Signorelli parapraxis  

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Train wreck at Montparnasse (October 22, 1895) by Studio Lévy and Sons.
Train wreck at Montparnasse (October 22, 1895) by Studio Lévy and Sons.

The Signorelli parapraxis represents the first and best known example of a parapraxis and its analysis in Freud's The Psychopathology of Everyday Life. The parapraxis centers around a word finding problem and the production of substitutes. Freud couldn't recall the name (Signorelli) of the painter of the Orvieto frescos and produced as substitutes the names of two painters Botticelli and Boltraffio. Freud's analysis shows what associative processes had linked Signorelli to Botticelli and Boltraffio. The analysis has been criticised, not only by linguists.


Botticelli - Boltraffio - Trafoi

One important ingredient in Freud's analysis was the North-Italian village Trafoi where he received the message of the suicide of one of his patients, struggling with sexual problems. Without Trafoi the substitute Boltraffio rhyming to it would be incomprehensible. Freud links Trafoi to the theme 'death and sexuality', a theme preceding the word finding problem in a conversation Freud had during a trip by train through Bosnia-Herzegowina.

The second important ingredient in Freud's analysis is the extraction of an Italian word signor from the forgotten name Signorelli. Herr, the German counterpart of Signor, is then linked to Herzegowina and the word Herr occurring, as Freud tells us, in the conversation.

Freud denies the relevance of the content of the frescos. Nevertheless psychoanalysts have pursued their investigations particularly into this direction, finding however no new explanation of the parapraxis. Jacques Lacan suggested that the parapraxis may be an act of self-forgetting. This lead some analysts to point to the fact that the name Signorelli alliterates with Freud's first name Sigmund.

Trafoi in Kraepelin's dream

The first critique to Freud came from Emil Kraepelin, who in a postscript to his 1906 monograph on language disturbances in dreams, relates a dream involving Trafoi. The dream centers around a neologism Trafei, which Kraepelin links to Trafoi. The dream may be seen as an implicit critique on Freud's analysis. Italian trofei is associated to Trafei in the same way as Trafoi (cf. van Ooijen, 1996) and clarifies Kraepelin's dream. The meaning of trofei reads in German Siegeszeichen (victory-signs) and this German word together with Latin signum clearly links to Freud's first name (Engels, 2006, p. 22-24).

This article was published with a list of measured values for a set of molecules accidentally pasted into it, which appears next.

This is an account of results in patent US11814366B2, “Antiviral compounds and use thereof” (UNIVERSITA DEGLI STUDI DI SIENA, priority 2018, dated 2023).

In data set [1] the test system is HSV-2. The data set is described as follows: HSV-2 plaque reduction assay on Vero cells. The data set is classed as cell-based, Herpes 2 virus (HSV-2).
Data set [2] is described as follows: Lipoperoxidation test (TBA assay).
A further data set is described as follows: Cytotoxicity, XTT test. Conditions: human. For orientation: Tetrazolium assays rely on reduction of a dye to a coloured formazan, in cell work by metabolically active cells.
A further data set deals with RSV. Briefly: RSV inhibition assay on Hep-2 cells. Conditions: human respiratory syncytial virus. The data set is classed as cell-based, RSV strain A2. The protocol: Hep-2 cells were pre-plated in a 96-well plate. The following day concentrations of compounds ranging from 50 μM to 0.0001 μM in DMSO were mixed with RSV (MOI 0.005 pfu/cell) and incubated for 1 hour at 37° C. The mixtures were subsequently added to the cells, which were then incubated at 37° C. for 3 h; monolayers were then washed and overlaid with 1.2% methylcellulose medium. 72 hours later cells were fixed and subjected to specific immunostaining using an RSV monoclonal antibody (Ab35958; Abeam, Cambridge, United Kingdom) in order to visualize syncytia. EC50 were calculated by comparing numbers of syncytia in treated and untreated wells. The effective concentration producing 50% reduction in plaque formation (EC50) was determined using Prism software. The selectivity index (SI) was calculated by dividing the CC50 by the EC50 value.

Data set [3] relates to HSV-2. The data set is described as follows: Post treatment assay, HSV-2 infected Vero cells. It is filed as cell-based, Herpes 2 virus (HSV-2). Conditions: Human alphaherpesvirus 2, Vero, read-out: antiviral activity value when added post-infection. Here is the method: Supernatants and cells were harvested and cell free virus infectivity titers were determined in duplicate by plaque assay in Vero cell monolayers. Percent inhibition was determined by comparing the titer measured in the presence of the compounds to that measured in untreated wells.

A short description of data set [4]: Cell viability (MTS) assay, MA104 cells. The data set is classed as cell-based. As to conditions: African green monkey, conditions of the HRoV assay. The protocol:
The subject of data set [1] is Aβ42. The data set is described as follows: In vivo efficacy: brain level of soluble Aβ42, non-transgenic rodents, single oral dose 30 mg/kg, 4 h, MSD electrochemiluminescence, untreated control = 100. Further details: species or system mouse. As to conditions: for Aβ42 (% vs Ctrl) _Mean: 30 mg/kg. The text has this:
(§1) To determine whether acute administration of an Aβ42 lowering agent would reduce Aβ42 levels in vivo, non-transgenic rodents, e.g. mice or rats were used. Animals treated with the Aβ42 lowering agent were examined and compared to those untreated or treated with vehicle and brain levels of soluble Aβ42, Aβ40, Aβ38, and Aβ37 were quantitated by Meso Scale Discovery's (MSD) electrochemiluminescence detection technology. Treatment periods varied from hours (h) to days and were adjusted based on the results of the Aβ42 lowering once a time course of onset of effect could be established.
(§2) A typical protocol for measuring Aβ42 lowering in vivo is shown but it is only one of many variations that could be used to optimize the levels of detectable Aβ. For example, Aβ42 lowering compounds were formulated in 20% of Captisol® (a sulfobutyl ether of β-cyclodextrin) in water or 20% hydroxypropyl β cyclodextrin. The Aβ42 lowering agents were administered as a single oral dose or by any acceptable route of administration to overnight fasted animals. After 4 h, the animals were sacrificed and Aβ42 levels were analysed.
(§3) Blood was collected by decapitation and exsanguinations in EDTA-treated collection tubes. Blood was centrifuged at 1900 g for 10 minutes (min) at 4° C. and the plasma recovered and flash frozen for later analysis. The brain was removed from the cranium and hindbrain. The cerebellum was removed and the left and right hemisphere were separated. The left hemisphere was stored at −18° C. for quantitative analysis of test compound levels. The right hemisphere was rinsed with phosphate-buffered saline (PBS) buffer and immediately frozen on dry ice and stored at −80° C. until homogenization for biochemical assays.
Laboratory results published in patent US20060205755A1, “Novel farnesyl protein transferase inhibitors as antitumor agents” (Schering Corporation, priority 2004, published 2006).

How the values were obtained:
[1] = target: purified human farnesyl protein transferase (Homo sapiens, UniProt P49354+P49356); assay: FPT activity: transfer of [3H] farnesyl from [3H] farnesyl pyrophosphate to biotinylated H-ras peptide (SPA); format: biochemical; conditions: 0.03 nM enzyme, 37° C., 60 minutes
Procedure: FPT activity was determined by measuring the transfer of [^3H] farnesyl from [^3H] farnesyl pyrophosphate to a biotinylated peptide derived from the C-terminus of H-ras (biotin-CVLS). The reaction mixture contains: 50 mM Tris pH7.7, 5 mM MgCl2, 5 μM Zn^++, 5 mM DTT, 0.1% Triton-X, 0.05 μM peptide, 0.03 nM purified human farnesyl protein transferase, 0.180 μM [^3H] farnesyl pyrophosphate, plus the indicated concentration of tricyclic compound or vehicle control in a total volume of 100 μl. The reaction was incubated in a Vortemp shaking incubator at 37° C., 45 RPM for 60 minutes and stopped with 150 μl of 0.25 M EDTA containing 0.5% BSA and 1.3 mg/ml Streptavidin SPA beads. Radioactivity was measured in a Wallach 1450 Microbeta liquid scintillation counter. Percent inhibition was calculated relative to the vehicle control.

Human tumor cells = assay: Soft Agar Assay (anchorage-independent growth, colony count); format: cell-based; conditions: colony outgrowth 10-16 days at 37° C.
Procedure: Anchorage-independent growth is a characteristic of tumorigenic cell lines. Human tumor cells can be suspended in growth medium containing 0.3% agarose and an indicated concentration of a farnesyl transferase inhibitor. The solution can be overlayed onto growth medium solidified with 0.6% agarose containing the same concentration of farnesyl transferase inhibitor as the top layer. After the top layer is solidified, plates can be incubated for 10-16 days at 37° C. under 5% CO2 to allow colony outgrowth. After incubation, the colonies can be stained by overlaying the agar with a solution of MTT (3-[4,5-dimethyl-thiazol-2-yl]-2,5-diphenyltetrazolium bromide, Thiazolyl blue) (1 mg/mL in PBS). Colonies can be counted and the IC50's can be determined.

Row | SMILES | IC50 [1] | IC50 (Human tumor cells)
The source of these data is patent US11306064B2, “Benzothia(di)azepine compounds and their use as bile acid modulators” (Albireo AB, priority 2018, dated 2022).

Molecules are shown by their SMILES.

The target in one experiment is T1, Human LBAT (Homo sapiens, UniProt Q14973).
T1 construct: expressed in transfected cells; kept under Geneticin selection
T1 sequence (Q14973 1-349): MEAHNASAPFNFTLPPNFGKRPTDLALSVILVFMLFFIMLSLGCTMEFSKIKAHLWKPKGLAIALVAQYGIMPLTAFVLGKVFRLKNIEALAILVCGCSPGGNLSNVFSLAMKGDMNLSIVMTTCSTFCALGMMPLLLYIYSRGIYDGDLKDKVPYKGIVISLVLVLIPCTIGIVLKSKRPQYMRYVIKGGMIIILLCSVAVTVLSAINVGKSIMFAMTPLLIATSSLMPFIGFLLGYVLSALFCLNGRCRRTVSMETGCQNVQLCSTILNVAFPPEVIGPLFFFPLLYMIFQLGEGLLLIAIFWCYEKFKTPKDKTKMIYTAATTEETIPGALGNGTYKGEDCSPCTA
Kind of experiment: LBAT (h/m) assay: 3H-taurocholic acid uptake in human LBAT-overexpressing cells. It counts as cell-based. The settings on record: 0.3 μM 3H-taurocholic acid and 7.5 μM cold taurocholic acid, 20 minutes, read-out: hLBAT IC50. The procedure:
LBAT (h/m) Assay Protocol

Sebastiano Timpanaro

In The Freudian Slip Sebastiano Timpanaro discusses Freud's analysis in chapter 6 "Love and Death at Orvieto." (p. 63-81). He in fact doubts, that the name Boltraffio would have played a mayor role during the parapraxis, as he states: "Boltraffio is a Schlimbesserung [that is a substitute worse than another substitute]" and adds "the correction goes astray because of incapacity to localize the fault."(p. 71). He calls Botticelli an "involuntary banalization" and Boltraffio "a semi-conscious disimproved correction."(p. 75). As to the Signor-element in Freud's analysis he puts: "The immediate equivalence Signore= Herr is one thing, the extraction of signor from Signorelli and of Her(r) from Herzegowina is another."

Swales' investigation

Peter Swales (2003) investigated the historical data and states that Freud probably visited an exposition of Italian masters, showing paintings of Signorelli, Botticelli and Boltraffio one close to the other. In his view the paintings at the exposition were the source of the substitute names in the parapraxis. He questions Freud's explanation of the parapraxis.

Freud neglected his own observation

Engels (2006, p. 66-69) points out, that Freud in his analysis did not use the fact, that he remembered very well a picture of the painter in the left lower corner of one of the frescos (see: Fresco of the Deeds of the Antichrist). The picture, sort of a signature, was thus a third substitute. Engels then interprets the signature of Signorelli as a reference to the Italian verb signare and uses this word, in stead of signore, to obtain a very simple analysis of the Signorelli parapraxis. There seems to be no more need for the Bosnia-Herzegowina associations Freud himself introduced. Moreover Engels' result complies with Swales' findings.


  • Engels, Huub (2006). Emil Kraepelins Traumsprache 1908-1926. ISBN 978-90-6464-060-5
  • Timpanaro, S. (1976). The Freudian Slip: Psychoanalysis and Textual Criticism. London: NLB.
  • Swales, P. (2003). Freud, Death and Sexual Pleasures. On the Psychical Mechanism of Dr. Sigm. Freud. Arc de Cercle, 1, 4-74.

Further reading

  • Molnar, M. (1994). Reading the Look. In Sander, Gilman, Birmele, Geller & Greenberg (ed.): Reading Freud's Reading. pp. 77-90. New York: Oxford.
  • Ooijen, B. van. (1996). Vowel mutability and lexical selection in English: Evidence from a word reconstruction task. Memory & Cognition, 24, 573-583. Ooijen shows that in word reconstruction tasks e.g. the non-word kebra is more readily substituted by cobra than by zebra. This is what is meant by 'vowel mutability.'
  • Owens, M.E. (2004). Forgetting Signorelli: Monstruous Visions of the Resurrection of the Dead. Muse: scholarly journals online.

See also

Unless indicated otherwise, the text in this article is either based on Wikipedia article "Signorelli parapraxis" or another language Wikipedia page thereof used under the terms of the GNU Free Documentation License; or on original research by Jahsonic and friends. See Art and Popular Culture's copyright notice.

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